Interestingly, Arena credited a tactical switch from a 4-4-2 to a 4-2-3-1 as the reason the Revolution came back from being a goal down at halftime.
“I think I probably screwed them up in the first half a little bit,” Arena said. “I don’t think that formation they were
comfortable enough in, and not bad, as much as it was more favorable for Houston to play against. We
wanted to see [Justin] Rennicks up top with [Juan Fernando] Caicedo. So, we got that opportunity. I think
the second half, switching our formation a little bit helped. But at the end of the day, it’s still 11 against 11.
I don’t get entirely consumed with the discussion of formations. Of course, if the players know how to
move and work together, any formation you play can work.”
With the win, the Revs sit just three points outside of the playoffs. We’re not saying that they can win the whole thing, but a late-season surge to make the playoffs? We’ve seen weirder things happen.
Atlanta United reportedly talking with Bournemouth’s Hyndman
Photo by Robin Jones - AFC Bournemouth/AFC Bournemouth via Getty Images
Atlanta United is thin at midfield and Hyndman is still a terrific talent despite not finding a regular place in the Premier League. He’s been on loan to Rangers and Hibernian in Scotland, making just two Premier League appearances with the Cherries.
Hyndman is still just 23, which is one of those facts that read as odd when a player like him has been in the mainstream of U.S. Soccer since he was a teenager.
He’s entering the final season of a three-year deal at the Vitality Stadium, and couldn’t join Frank De Boer‘s Five Stripes until the open of the MLS transfer window on July 9.
The Dallas-born Hyndman was with MLS academy FC Dallas for a season before moving to Fulham. He’s been capped twice by the USMNT, once in 2014 and another time in 2016.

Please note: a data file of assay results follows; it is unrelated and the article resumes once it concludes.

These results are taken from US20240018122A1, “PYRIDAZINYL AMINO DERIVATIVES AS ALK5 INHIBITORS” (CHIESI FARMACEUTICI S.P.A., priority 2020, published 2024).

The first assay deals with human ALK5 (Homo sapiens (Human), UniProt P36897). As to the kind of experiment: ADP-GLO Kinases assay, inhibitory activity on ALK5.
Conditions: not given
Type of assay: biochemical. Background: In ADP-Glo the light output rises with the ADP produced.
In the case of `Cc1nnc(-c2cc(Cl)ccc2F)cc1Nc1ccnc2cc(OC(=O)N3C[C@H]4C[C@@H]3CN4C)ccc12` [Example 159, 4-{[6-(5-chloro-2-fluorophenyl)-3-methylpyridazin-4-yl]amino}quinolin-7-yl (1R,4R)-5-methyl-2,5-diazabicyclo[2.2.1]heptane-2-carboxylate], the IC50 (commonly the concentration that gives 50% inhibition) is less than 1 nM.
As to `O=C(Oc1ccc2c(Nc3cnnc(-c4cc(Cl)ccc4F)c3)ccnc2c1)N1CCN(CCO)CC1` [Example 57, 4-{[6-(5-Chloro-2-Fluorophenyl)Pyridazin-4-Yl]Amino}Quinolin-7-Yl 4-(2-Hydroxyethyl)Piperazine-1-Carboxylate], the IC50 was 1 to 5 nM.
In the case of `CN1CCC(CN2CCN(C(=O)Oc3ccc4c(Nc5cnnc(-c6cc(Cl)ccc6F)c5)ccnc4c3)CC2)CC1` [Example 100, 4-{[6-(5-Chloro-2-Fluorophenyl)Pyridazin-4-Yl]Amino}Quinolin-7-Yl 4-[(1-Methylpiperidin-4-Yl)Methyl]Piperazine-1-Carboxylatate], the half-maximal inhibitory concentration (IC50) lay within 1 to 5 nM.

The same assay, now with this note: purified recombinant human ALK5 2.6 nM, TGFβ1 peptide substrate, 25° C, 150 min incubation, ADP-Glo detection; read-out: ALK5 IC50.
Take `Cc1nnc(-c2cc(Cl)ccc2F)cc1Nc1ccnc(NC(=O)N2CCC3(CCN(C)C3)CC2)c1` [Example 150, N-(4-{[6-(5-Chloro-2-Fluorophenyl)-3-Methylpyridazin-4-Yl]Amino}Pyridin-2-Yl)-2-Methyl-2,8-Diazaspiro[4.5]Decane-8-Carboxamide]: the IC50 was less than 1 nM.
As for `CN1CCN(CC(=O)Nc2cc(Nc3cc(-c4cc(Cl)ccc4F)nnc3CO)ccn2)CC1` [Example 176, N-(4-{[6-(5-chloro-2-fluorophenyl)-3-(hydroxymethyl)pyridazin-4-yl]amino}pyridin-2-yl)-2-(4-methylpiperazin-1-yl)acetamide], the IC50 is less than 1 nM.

Hyndman would bring six goals and four assists in 72 European first team appearances back to MLS. Compare that to Sebastian Lletget, who returned to U.S. at the same age after playing for West Ham almost exclusively in the U-21 Premier League. That’s just one player, but it’s hard to imagine Hyndman would be any less promising a figure for an MLS team.
No, he’s not the Cincinnati Bengals wide receiver.
Yes, he’s inspiring a bit of hope for the American Outlaws.
The New Zealand-born 24-year-old likes to shoot, and boy did he in bagging a brace on Wednesday.
Capped five times by New Zealand but now cap-tied to the USMNT by participating in this match, Boyd scored twice and could’ve probably scored two or three more on the day.
The son of an Kiwi father and American mother, Boyd delivered the goods in front of both of them in Minnesota.
“It’s for my family,” Boyd said on Fox after the game. “I’m really proud to be able to represent this country. To do it on this stage is an honor and a blessing. Just a dream come true. It’s been years and years and years of work. It’s been my dream since (I was) a kid. I don’t have the words to describe it.”
Boyd was injured — more on that later — but it looked like it could’ve been minor. His creativity and desire for the ball will be needed moving forward, as he was a fine complement to Paul Arriola in industry and desire.
It still wasn’t good enough
Do not forget that Guyana is the 177th ranked team in the FIFA rankings — a lofty 166th in EloRatings — and the Yanks simply didn’t have the quality or understanding to pile up the goals.
The Guyanese held the U.S. in check for the first half hour before Weston McKennie and Paul Arriola teamed up for a classy goal, and Bradley’s link up with Tyler Boyd for the second was even better.
But Zardes’ goal was a blocked shot that unknowingly pinged off his pace to the point that the American striker appeared dazed for the duration of the celebration. And Boyd’s good-looking second goal took a turn off a Guyanese defender on the way into the net.
As it stands, this looks like a team that wouldn’t beat Panama and might struggle against anyone should Pulisic go down (and especially if McKennie stays down).